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NC’s Burr again focuses on bipartisan work in latest TV ad

FILE – U.S. Sen. Richard Burr, R-N.C.
FILE – U.S. Sen. Richard Burr, R-N.C. cseward@newsobserver.com

U.S. Sen. Richard Burr’s latest campaign TV ad in North Carolina touts his work on taxpayer-friendly legislation aimed at helping people with disabilities and their families save money for long-term healthcare costs, education and housing.

The campaign for the two-term Republican senator released the ad Tuesday morning. The spot will run statewide as part of a nearly $6 million TV ad-buy strategy.

The opening of the ad features a family with two children with autism from Charlotte, N.C. The parents say Burr’s backing of the ABLE Act, which was signed into law in 2014 by President Barack Obama, has helped them save for their future.

An average of recent public opinion polls show Richard Burr and challenger Deborah Ross in a statistical tie with Election Day two months away.

The ABLE Act changed federal tax law to allow for 529-style saving accounts to benefit adults with disabilities or for parents and guardians to save for children with disabilities. A group of Republican and Democratic senators, including Burr are now hoping to expand the ABLE Act with legislative changes that would allow adults with disabilities to work and earn income without fear of losing government financial assistance. Another proposed expansion would increase the age of eligibility for ABLE Act savings advantages to age 46, up from the current 26.

The latest ad is the second in as many weeks from Burr drawing attention to his work on bipartisan legislation.

ABLE Act, the newest ad from the Burr Campaign, talks about Richard Burr's work with those with special needs.

Two weeks ago, Burr’s campaign put out an ad called “Kirby,” which includes an endorsement from Raleigh Pastor Kirby Jones. In that ad, Jones praises Burr for supporting education programs for children from low-income families. An accompanying statement from Burr highlighted the 2014 expanded Child Care Credit and Development Block Grant, supported by Democrats and Republicans alike.

Burr has yet to release an attack ad on his challenger, Deborah Ross, a Democrat from Raleigh who previously worked for the American Civil Liberties Union and served as a state legislator in North Carolina. Burr and Ross are running in what pollsters say is an increasingly close contest.

The North Carolina Democratic Party on Tuesday claimed Burr’s new ad tries to “hide his real record.” Spokesman for the group Matthew Kravitz pointed to several Burr votes in support of Republican-written budget legislation that proposed cutting grant spending for states to fund special education K12 programs.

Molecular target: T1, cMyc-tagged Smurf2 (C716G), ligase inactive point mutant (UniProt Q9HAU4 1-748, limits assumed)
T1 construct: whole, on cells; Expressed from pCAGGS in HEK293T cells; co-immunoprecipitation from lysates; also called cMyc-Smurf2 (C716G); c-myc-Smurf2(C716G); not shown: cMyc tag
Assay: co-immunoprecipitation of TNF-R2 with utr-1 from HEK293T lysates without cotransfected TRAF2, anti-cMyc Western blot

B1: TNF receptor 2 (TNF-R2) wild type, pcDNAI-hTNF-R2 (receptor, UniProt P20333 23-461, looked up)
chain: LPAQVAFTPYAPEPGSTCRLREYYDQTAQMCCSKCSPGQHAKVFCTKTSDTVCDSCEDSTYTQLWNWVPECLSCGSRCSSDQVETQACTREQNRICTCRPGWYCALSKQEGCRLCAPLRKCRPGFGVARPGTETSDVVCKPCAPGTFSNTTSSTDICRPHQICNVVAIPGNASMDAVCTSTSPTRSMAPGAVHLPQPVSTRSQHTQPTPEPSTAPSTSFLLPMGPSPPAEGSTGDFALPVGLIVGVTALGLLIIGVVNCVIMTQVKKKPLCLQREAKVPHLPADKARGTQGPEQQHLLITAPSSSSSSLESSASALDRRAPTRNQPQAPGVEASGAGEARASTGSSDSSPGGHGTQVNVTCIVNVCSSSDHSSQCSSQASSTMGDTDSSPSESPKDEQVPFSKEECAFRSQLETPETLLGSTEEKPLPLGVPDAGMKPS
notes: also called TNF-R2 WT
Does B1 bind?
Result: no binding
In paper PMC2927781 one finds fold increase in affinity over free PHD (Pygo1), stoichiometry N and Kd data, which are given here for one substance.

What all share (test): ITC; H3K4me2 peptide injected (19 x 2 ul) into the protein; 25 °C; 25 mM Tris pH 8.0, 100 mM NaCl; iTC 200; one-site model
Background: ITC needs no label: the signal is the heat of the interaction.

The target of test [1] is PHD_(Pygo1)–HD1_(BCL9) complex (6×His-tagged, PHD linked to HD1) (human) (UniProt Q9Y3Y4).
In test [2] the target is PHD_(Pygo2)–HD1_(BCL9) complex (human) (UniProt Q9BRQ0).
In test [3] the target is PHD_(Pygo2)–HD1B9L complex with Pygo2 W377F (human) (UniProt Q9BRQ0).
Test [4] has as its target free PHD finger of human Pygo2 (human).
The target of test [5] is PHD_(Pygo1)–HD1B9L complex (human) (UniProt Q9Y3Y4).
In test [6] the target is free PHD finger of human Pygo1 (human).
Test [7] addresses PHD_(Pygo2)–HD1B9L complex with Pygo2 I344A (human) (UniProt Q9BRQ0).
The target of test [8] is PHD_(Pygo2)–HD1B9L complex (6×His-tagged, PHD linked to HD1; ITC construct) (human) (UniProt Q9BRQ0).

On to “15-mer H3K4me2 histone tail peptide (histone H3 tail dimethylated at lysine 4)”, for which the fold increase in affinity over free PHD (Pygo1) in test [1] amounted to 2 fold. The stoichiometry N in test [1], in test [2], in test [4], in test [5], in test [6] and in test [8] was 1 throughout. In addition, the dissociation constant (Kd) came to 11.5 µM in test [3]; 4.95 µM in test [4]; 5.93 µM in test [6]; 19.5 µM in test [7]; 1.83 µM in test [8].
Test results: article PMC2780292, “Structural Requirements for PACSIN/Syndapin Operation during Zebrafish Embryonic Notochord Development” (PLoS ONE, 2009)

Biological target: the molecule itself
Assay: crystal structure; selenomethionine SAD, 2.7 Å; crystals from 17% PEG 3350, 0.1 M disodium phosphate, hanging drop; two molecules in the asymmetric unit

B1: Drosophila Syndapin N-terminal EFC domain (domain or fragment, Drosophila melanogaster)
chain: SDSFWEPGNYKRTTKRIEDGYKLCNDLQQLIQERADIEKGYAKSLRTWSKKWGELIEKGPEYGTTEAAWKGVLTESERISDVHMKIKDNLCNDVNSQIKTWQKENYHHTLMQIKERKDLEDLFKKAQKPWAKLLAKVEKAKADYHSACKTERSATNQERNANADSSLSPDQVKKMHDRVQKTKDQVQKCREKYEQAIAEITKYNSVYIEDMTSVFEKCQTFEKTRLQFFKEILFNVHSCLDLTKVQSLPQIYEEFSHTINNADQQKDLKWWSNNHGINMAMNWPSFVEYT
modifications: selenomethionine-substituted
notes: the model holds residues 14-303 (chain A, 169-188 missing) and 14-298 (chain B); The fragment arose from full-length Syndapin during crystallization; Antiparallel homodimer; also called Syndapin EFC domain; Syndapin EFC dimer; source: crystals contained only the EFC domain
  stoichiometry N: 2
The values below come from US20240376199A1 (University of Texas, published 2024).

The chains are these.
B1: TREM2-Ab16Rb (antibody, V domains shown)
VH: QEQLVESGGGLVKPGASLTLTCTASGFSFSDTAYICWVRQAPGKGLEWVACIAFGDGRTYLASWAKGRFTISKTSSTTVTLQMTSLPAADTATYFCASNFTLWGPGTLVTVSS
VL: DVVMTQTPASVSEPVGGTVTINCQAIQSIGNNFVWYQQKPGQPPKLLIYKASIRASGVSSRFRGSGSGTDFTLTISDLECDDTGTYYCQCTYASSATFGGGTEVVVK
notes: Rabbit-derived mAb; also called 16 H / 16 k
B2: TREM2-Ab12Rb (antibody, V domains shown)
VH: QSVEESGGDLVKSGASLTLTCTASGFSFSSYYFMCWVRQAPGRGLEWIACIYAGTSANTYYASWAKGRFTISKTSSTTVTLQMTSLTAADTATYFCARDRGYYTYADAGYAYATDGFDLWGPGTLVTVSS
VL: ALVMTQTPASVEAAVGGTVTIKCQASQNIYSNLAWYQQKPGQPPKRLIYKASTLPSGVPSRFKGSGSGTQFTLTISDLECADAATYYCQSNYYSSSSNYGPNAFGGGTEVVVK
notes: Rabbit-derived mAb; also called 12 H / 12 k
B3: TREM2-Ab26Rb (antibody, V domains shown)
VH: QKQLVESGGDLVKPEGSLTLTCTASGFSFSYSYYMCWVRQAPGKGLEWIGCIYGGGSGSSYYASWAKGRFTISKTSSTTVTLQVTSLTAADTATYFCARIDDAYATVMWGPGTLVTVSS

Democrats also criticized Burr’s efforts to defund and repeal the Affordable Care Act, also known as Obamacare. The ACA helps people with disabilities obtain and keep insurance coverage by prohibiting health insurance companies from denying clients based on pre-existing conditions, Kravitz said in a statement Tuesday. The law also requires insurance companies to provide certain preventive and autism screening services for children at no charge.

“The truth is (Burr) has voted repeatedly to undermine and underfund efforts to improve education, health and well-being for children and workers with special needs,” Kravitz said. “North Carolina voters can see through the spin, and they know it's time for a change.”

Also Tuesday, former U.S. Ambassador John Bolton announced he’ll spend $1 million from his super PAC to help Burr’s reelection effort. The group, according to Bolton’s statement, will target social media users and Dish Network and Direct TV subscribers. The ads will likely focus on national security and Burr’s work as chair of the Senate Intelligence Committee.

Bolton’s contribution is one of the largest independent expenditures so far in the Burr-Ross race. Last week, a national super PAC supporting GOP candidates announced it will spend $8.1 million on TV advertisements in North Carolina.

Anna Douglas: 202-383-6012, @ADouglasNews

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